Sweep and ejection events in turbulent boundary layer flows have been explored for half a century now to describe eddies impacting turbulent stresses. Yet, moving these studies from their current diagnostic phase to a prognostic form remains a formidable challenge. Here, a cumulant expansion is used to derive a link between the transport of shear stress and the balance of local sweep and ejection events. Cumulant expansion is further used to connect this transport to a metric of asymmetry in the streamwise velocity distribution. These relations are employed to develop two so-called structural models for predicting the turbulent stress transport, which is traditionally neglected in first-order closure of the shear stress budget. Several datasets collected in rough-wall conditions are used to show the importance of the transport term in the roughness sublayer and to demonstrate the predictive skill of the two structural models. The model parameters are invariant to the tested range of Reynolds number and surface roughness, indicating the structural similarity between the velocity asymmetry, sweep/ejection balance, and stress transport may be universal and independent of roughness. Finally, the implementation of the structural models for improved closure schemes of the shear stress budget in modeling applications and wall-modeling in large-eddy simulations are discussed.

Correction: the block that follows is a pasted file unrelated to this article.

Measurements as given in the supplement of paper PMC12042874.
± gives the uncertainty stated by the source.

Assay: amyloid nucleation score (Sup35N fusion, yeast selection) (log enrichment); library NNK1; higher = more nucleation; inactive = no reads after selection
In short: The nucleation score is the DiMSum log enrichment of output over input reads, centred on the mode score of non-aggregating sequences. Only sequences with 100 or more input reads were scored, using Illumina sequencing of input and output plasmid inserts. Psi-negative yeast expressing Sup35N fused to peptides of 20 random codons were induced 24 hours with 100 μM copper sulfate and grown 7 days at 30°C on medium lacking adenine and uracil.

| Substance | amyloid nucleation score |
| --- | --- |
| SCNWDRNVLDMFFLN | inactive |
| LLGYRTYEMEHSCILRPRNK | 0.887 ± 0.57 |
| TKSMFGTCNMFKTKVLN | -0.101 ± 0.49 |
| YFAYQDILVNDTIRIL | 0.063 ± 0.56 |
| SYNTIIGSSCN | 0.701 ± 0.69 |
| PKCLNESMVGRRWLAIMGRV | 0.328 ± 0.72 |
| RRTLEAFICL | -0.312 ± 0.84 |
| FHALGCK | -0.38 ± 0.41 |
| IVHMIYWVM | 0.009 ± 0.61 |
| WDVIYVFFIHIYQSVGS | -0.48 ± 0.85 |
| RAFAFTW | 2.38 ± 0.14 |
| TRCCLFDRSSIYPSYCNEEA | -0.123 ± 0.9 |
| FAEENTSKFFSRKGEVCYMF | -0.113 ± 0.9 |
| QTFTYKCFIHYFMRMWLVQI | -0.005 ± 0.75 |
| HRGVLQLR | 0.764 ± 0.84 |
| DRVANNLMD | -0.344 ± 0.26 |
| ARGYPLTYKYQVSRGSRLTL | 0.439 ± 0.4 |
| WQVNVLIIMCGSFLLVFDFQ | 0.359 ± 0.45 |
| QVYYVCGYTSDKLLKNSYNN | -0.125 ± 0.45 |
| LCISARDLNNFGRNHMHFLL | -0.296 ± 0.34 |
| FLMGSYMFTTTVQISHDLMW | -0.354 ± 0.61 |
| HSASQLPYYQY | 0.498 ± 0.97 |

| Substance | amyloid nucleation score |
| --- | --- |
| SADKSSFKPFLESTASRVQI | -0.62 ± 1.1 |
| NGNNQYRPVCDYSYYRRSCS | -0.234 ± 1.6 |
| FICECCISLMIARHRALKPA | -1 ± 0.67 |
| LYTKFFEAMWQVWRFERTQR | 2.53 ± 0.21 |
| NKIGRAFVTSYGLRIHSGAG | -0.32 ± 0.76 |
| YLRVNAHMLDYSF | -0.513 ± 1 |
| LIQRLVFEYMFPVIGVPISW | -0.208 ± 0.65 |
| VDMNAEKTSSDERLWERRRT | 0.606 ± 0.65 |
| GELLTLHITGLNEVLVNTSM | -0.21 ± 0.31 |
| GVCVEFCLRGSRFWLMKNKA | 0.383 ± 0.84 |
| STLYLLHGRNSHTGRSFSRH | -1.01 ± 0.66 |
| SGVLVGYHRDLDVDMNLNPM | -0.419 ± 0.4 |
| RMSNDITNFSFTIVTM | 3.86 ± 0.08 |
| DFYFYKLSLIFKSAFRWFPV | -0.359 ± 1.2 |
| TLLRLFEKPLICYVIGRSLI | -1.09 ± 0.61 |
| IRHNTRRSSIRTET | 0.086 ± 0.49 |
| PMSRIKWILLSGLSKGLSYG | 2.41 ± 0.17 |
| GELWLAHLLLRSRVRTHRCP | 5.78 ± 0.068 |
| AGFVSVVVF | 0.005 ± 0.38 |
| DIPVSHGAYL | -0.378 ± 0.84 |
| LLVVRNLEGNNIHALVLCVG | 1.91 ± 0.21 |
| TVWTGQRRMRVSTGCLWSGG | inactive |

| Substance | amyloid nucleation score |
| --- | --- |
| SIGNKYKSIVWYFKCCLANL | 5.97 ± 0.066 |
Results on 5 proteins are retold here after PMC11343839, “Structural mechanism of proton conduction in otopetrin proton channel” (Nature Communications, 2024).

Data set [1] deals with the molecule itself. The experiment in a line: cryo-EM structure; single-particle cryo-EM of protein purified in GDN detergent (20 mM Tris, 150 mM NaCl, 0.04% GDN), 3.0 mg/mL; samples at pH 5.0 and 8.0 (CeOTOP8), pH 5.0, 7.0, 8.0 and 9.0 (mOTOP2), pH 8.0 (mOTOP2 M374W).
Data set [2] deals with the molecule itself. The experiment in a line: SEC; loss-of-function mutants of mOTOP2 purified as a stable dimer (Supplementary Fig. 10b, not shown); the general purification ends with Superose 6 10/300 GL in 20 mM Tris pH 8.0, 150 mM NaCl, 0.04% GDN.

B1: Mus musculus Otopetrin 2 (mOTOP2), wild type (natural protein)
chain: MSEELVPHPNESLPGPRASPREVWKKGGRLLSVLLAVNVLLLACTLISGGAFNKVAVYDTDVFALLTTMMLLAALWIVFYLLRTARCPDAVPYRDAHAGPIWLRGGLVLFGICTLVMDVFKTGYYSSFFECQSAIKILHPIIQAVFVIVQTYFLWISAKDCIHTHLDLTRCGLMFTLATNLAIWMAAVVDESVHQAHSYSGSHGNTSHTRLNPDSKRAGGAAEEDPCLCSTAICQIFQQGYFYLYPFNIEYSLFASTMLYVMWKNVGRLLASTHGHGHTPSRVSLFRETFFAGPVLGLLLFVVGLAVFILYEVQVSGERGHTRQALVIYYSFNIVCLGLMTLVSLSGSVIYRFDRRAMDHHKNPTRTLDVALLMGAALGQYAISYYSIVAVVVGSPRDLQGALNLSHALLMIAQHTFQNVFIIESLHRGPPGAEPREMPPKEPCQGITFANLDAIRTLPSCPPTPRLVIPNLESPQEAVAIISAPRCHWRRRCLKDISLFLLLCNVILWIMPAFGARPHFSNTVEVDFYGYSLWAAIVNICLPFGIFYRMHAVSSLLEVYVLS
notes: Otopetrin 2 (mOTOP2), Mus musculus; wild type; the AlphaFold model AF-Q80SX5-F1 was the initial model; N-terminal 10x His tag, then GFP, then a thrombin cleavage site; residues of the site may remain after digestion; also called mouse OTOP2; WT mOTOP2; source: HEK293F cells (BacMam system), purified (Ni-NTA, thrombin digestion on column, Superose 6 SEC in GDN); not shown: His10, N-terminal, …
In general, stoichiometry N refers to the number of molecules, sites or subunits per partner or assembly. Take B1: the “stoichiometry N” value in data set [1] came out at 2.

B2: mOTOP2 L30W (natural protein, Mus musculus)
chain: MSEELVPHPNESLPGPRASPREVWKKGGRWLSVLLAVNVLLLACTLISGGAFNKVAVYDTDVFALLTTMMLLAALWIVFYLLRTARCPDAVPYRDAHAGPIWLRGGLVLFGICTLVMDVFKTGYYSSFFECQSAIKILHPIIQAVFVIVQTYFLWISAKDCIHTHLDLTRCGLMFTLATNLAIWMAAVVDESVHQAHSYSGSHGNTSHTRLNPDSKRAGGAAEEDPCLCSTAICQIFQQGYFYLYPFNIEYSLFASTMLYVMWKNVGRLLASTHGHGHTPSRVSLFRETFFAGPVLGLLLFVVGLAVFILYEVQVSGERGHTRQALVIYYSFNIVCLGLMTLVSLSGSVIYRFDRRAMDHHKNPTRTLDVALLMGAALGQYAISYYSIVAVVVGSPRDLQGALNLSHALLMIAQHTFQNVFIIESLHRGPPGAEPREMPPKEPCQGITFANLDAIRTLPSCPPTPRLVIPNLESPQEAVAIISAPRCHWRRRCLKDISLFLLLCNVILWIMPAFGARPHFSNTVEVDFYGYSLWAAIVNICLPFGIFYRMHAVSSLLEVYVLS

Bibliographical noteFunding Information:
The authors acknowledge funding support from the Institute on the Environment (IonE). Multiple authors are supported by the National Science Foundation: M.H. through a fellowship (NSF-AGS-2031312), M.G. through a CAREER Grant (No. NSF-CBET-1351303), and G.K. through Project Grants (No. NSF-AGS-1644382, No. NSF-IOS-1754893, and No. NSF-AGS-2028633). The authors are grateful to D. Squire, N. Hutchins, and co-authors for providing access to the sandpaper roughness data and to J. A. Sillero and co-authors for making the DNS database publicly available.